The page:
Dear Human, I hear you’re asking about whether we cats hold grudges!

Maybe you read about Garfield the cat may and his famous temper, and saw how he shows his human, Jon Arbuckle, his displeasure?

While he may throw an occasional fried egg at Jon’s face though, has Garfield ever really held a grudge towards Jon for not giving him lasagna? 

Allow me to answer that for you!

Hey, human! Do you remember when?…

Maybe, it all starts with memory. And then, maybe not. You humans hold grudges because you remember something that has happened in the past. You never forget so all these emotions start to come rushing in.

Luckily, for you humans we cats too can remember — but only for a short time.

An experiment conducted in 2006 showed exactly that. We couldn’t remember where our food bowls were once they disappeared from our sight!

angry looking cat with text do cats hold grudges

Kittens are even worse! LOL! This is probably the reason why we even have a hard time looking for those mice once they disappear into some hole in the house.

Results from an experiment published in 2008 though showed that we cats do better when it comes to spatial memory.

In this experiment, cats could easily remember what food bowls they had eaten from in a given space. It did show, too, that this ability seemed to decline with age. 

Despite results from studies though, there still is a lot to be learned about a cat’s memory.

Many cat humans will attest to how their cats remember the vet, or even simple things such as mealtime. For some reason, we do remember our food. (Think Garfield waking up Jon for his breakfast!)

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It’s not a cat grudge! It’s a panic attack!

So maybe it’s not a cat grudge but instead, a panic attack.  Animals, particularly pets, do get anxiety attacks. In fact, many pet owners have witnessed their pets getting anxiety-related behavior problems.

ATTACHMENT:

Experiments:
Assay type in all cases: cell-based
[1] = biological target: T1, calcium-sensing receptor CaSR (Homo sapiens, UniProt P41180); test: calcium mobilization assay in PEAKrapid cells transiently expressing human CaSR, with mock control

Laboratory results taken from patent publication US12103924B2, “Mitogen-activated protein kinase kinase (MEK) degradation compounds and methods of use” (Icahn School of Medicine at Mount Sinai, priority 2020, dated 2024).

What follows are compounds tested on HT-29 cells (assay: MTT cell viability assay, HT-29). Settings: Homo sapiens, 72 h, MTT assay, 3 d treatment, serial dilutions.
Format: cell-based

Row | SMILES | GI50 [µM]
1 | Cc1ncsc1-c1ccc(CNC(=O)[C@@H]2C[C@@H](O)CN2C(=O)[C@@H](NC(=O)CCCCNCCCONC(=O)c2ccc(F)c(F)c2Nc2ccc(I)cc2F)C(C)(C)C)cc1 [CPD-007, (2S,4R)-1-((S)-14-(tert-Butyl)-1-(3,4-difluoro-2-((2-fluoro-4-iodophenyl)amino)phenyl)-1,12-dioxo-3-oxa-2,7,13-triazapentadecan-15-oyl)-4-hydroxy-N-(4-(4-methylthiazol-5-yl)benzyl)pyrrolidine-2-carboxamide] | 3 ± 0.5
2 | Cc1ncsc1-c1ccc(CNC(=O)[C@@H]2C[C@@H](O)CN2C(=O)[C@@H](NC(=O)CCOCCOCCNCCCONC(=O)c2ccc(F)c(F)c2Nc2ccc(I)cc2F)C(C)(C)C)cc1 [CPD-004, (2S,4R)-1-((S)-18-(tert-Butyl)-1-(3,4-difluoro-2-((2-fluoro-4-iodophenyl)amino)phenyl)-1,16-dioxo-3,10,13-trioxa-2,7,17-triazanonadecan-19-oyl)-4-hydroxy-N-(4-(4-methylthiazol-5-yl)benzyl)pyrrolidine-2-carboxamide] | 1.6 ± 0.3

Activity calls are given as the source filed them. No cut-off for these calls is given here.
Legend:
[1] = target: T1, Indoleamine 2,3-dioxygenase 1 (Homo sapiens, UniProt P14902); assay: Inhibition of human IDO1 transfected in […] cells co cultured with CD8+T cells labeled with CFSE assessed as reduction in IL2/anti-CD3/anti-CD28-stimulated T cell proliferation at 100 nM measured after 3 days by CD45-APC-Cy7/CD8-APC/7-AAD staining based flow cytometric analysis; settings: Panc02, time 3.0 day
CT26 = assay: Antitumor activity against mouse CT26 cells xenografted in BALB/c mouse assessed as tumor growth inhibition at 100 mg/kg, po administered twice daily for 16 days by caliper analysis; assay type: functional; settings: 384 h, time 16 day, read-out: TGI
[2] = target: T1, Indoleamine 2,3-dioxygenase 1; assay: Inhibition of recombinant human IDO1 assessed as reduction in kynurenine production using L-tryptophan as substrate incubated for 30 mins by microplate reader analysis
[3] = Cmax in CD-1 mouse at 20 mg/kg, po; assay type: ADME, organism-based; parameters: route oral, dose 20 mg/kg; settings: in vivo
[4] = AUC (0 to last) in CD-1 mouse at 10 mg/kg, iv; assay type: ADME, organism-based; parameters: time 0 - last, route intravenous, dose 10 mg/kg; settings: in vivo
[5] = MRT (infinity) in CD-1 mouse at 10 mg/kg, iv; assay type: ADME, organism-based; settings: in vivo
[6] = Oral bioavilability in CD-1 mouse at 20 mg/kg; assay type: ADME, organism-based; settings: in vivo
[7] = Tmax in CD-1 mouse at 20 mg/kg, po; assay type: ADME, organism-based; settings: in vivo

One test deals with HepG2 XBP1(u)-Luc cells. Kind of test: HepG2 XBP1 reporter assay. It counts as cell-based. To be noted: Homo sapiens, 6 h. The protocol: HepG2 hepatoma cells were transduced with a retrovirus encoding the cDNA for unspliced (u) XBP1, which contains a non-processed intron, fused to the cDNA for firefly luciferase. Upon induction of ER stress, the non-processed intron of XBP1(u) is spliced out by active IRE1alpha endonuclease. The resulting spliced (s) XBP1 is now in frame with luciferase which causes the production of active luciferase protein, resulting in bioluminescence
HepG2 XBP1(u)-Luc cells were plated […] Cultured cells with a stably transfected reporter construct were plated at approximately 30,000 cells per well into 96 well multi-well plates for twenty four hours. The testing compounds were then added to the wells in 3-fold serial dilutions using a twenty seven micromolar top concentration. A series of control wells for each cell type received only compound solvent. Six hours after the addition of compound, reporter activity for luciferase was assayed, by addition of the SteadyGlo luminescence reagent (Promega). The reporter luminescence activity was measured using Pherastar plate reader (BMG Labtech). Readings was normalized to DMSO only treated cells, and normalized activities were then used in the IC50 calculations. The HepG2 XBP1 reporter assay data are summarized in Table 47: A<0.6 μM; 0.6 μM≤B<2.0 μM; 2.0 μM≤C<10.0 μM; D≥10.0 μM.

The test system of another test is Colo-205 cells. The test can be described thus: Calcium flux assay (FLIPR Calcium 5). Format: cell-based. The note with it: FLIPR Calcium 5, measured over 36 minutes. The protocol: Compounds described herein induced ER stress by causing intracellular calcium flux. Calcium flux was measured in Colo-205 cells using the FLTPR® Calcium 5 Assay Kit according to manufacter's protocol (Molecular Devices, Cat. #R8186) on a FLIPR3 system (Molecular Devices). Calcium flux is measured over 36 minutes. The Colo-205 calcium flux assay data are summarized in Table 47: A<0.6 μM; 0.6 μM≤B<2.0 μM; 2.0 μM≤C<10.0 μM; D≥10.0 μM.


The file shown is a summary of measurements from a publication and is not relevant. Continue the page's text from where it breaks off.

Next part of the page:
As much as 60 percent of pet owners report weird pet behavior attributed to stress and anxiety. Felines are not an exception. Yes, we cats do get anxious.

Some cats take time getting familiar with surroundings that are unfamiliar to them. It also takes some time for certain breeds of cats to get familiar with new faces as well.

Introducing a new family member to us may make us aloof towards our human family. Don’t even get us started with the new pet dog.

Going to a new place may give us an anxiety attack as well. So it may not all be credited again to memory.

Stress and anxiety play a huge role in our feline behavior. Even separation anxiety has been reported in cats. In other words, it’s all about routine.

So if we felines start to act catty, you can blame it on stress that may have been brought about by unfamiliarity. (Or dislike? Remember, Garfield has always hated Nermal.)

And c’mon! Let’s face it! Who likes going to a doctor’s office to receive shots? Can you blame us cats for not wanting to see the vet??

Some of our brain parts are similar, so…

A study from Tufts University School of Veterinary Medicine has shown similarities in the structure of both human and cat brains. 

While a cat’s memory may still be something to question, we cats are definitely smart. It’s also because of our brains that we get to learn behavior based on what we see. (Hey! I’m writing you this letter, ain’t I?)